2021: Safe for Hope? Aubrey & Boomer

“Maybe come October, the bay cousins will be stalled next to each other in the Kentucky Horse Park. Maybe, this year will be more about joy and progress than patience and simply going forward to get through. Maybe, just maybe, this year it might just be safe to hope.”

Following the announcement that the Retired Racehorse Project‘s 2020 Thoroughbred Makeover and National Symposium, presented by Thoroughbred Charities of America, will be postponed to 2021, competitors have been working to decide what comes next for them and their mounts. Today, blogger Aubrey Graham talks about looking forward to the rest 2021 and the glimmers of hope it offers.

Last year brought with it its own vocabulary — doozy, yard sale, suspensories, COVID and stall rest for humans and horses. With 2020 rolling out and 2021 kicking off, it seems possible that there is room for hope to sneak in. There’s the potential for moving forward with the things that matter, even if those forward steps might have been hard to envision through the fogs and impacts of last year.

Fletcher and Boomer enjoying turnout. Photo by Greg Lyon.

For Boomer (JC Vanderboom Ridge), 2021 has brought turnout. To say that he is happy is an extraordinary understatement. Fletcher (JC Reflection), however, is a bit less thrilled with this arrangement. That classy beast is still at the farm and is proving to be worth his weight in gold for his ability to tolerate general foolishness. Despite being three years Boomer’s junior, Fletcher rolls his eyes and steers clear of inciting more idiocy when Boomer tries to kick up his heels in their small dry lot pasture.

Boomer enjoying turnout; Fletcher wondering what he did to end up with this job. Photo by Aubrey Graham.

Fun fact: Unless it is bloody freezing, Boomer shouldn’t go out in a blanket. His ample excitement at anything other than his four walls translates to soaking through the rug and covering himself in froth. One epic occasion left patterned foam across his flanks; when brushed to the floor, it stubbornly retained its structure and stood upright for days.

Boomer’s froth-ability when turned out in a rug is quite impressive. Photo by Aubrey Graham.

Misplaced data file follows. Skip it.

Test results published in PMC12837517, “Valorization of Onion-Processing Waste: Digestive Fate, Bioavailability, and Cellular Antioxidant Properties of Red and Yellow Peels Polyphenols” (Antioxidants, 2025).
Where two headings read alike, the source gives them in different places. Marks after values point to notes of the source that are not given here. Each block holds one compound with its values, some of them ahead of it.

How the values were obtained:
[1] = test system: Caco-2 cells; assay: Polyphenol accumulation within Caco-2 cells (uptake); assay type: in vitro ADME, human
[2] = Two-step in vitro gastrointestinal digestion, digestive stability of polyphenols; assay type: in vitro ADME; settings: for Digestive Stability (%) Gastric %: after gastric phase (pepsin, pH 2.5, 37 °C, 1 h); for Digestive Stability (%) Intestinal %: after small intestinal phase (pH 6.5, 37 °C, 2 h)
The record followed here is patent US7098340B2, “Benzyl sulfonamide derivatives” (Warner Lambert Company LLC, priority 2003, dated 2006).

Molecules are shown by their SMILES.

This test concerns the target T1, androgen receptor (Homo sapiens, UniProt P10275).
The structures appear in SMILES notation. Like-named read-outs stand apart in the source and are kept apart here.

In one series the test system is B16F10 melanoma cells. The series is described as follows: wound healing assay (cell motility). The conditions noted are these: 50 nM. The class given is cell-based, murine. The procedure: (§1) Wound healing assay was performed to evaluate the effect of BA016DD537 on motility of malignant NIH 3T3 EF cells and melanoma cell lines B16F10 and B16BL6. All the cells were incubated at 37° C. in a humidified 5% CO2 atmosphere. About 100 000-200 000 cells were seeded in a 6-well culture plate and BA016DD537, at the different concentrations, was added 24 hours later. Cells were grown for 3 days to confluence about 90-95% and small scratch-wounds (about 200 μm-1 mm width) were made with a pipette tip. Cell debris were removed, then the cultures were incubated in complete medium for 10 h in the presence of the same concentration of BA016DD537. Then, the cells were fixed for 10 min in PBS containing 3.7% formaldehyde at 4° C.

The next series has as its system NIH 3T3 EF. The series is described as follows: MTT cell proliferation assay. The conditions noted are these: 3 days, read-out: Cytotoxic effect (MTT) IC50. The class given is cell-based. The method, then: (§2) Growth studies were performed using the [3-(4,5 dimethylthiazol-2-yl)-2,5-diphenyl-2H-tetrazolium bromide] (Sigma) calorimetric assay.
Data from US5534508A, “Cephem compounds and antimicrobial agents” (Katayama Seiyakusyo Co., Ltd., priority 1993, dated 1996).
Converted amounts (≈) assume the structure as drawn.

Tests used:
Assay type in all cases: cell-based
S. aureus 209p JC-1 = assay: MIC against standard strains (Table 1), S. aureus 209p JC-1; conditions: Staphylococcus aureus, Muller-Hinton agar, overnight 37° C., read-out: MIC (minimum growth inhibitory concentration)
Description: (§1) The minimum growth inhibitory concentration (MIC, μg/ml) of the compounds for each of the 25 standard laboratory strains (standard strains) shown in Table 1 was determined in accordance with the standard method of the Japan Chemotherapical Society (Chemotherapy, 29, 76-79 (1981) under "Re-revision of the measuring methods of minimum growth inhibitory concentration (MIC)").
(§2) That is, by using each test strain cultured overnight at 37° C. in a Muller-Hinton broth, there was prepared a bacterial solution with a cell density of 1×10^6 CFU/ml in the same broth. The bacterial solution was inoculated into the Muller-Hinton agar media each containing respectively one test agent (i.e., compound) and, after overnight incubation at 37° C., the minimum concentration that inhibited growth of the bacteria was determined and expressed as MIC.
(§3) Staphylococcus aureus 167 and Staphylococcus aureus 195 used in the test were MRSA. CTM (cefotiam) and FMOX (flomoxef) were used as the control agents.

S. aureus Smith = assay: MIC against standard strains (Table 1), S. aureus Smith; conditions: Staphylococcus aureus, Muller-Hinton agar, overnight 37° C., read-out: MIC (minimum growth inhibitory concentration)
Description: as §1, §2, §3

While Boomer would probably be just fine settling on turnout, for me, his 2021 is full of knife-edged hope. Has the suspensory injury healed enough to pursue an eventing career? Is it safe to think that maybe, just maybe, it has? Paying off massive vet bills leftover from last year means that the next ultrasound confirmation might still be a month or two away. In the meantime, I’ll hang onto “maybe” and keep taking small steps pointed not in reverse to where we were this time last year, but rather, pointed forward towards a new, hope-laden type of potential.

Importantly, I’m looking forward to allowing him to set my expectations for the Retired Racehorse Project’s MegaMakeover. That’s one of the things I love most about that show — helping the horses find their best career fit. If eventing isn’t in Boomer’s cards, and those jump-rail yard sales continue, perhaps we’ll stick to the flat and let him make the dressage arena his home. I have to admit that that would still be a very pretty sight.

Boomer does look good in dressage gear (photo from 2020 before the suspensory). Photo by Aubrey Graham.

Also, in regard to this year’s RRP, I submitted an application for one 2021 horse. Assuming soundness and training progress well enough, I’ll have two horses already going for the 2020 classes (Boomer and Ranger  — Cowboy Night owned by Kelly Lupton). My 2021 entry remains open-ended, but I have a sneaking suspicion that I’ll end up flipping my usual big-hot-redheaded script (ahem, Forrest and Juice) and bring Rhodie (JC Western Ridge). This pony-faced little tank has athleticism and heart written all over him.